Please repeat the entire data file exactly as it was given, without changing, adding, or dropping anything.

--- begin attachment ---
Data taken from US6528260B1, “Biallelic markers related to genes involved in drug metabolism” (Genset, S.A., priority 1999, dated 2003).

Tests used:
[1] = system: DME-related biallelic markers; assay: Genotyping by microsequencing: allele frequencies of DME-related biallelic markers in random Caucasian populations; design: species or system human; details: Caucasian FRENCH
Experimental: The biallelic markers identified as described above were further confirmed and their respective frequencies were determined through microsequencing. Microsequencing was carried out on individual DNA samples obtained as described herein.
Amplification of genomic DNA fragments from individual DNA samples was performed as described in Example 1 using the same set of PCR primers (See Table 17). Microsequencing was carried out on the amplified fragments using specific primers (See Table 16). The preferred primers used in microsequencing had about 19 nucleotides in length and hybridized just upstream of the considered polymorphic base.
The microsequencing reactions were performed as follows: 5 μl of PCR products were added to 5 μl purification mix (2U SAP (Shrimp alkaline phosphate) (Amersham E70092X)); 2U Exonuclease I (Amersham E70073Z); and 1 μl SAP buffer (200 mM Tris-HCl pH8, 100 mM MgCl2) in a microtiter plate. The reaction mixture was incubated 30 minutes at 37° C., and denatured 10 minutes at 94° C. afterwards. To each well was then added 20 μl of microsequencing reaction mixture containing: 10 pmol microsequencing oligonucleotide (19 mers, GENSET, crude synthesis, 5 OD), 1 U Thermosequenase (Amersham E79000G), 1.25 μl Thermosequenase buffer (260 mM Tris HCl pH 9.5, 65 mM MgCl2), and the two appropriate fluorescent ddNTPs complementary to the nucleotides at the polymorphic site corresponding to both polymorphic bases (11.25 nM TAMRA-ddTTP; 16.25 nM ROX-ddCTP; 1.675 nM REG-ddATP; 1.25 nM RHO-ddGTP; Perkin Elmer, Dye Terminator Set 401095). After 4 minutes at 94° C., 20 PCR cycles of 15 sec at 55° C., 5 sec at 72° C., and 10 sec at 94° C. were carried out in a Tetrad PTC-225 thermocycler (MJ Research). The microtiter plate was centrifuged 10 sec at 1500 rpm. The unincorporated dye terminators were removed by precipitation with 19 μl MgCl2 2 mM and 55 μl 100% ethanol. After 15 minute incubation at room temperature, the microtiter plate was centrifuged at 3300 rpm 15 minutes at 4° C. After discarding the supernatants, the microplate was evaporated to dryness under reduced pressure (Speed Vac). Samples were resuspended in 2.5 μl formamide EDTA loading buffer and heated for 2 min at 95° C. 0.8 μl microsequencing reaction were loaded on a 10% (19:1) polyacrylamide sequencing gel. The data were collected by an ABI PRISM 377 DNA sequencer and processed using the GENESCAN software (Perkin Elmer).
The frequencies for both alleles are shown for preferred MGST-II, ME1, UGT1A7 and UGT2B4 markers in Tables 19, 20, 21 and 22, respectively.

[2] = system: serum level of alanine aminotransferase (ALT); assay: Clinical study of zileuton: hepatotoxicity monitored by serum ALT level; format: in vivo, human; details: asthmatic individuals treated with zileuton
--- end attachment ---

Data taken from US6528260B1, “Biallelic markers related to genes involved in drug metabolism” (Genset, S.A., priority 1999, dated 2003).

Tests used:
[1] = system: DME-related biallelic markers; assay: Genotyping by microsequencing: allele frequencies of DME-related biallelic markers in random Caucasian populations; design: species or system human; details: Caucasian FRENCH
Experimental: The biallelic markers identified as described above were further confirmed and their respective frequencies were determined through microsequencing. Microsequencing was carried out on individual DNA samples obtained as described herein.
Amplification of genomic DNA fragments from individual DNA samples was performed as described in Example 1 using the same set of PCR primers (See Table 17). Microsequencing was carried out on the amplified fragments using specific primers (See Table 16). The preferred primers used in microsequencing had about 19 nucleotides in length and hybridized just upstream of the considered polymorphic base.
The microsequencing reactions were performed as follows: 5 μl of PCR products were added to 5 μl purification mix (2U SAP (Shrimp alkaline phosphate) (Amersham E70092X)); 2U Exonuclease I (Amersham E70073Z); and 1 μl SAP buffer (200 mM Tris-HCl pH8, 100 mM MgCl2) in a microtiter plate. The reaction mixture was incubated 30 minutes at 37° C., and denatured 10 minutes at 94° C. afterwards. To each well was then added 20 μl of microsequencing reaction mixture containing: 10 pmol microsequencing oligonucleotide (19 mers, GENSET, crude synthesis, 5 OD), 1 U Thermosequenase (Amersham E79000G), 1.25 μl Thermosequenase buffer (260 mM Tris HCl pH 9.5, 65 mM MgCl2), and the two appropriate fluorescent ddNTPs complementary to the nucleotides at the polymorphic site corresponding to both polymorphic bases (11.25 nM TAMRA-ddTTP; 16.25 nM ROX-ddCTP; 1.675 nM REG-ddATP; 1.25 nM RHO-ddGTP; Perkin Elmer, Dye Terminator Set 401095). After 4 minutes at 94° C., 20 PCR cycles of 15 sec at 55° C., 5 sec at 72° C., and 10 sec at 94° C. were carried out in a Tetrad PTC-225 thermocycler (MJ Research). The microtiter plate was centrifuged 10 sec at 1500 rpm. The unincorporated dye terminators were removed by precipitation with 19 μl MgCl2 2 mM and 55 μl 100% ethanol. After 15 minute incubation at room temperature, the microtiter plate was centrifuged at 3300 rpm 15 minutes at 4° C. After discarding the supernatants, the microplate was evaporated to dryness under reduced pressure (Speed Vac). Samples were resuspended in 2.5 μl formamide EDTA loading buffer and heated for 2 min at 95° C. 0.8 μl microsequencing reaction were loaded on a 10% (19:1) polyacrylamide sequencing gel. The data were collected by an ABI PRISM 377 DNA sequencer and processed using the GENESCAN software (Perkin Elmer).
The frequencies for both alleles are shown for preferred MGST-II, ME1, UGT1A7 and UGT2B4 markers in Tables 19, 20, 21 and 22, respectively.

[2] = system: serum level of alanine aminotransferase (ALT); assay: Clinical study of zileuton: hepatotoxicity monitored by serum ALT level; format: in vivo, human; details: asthmatic individuals treated with zileuton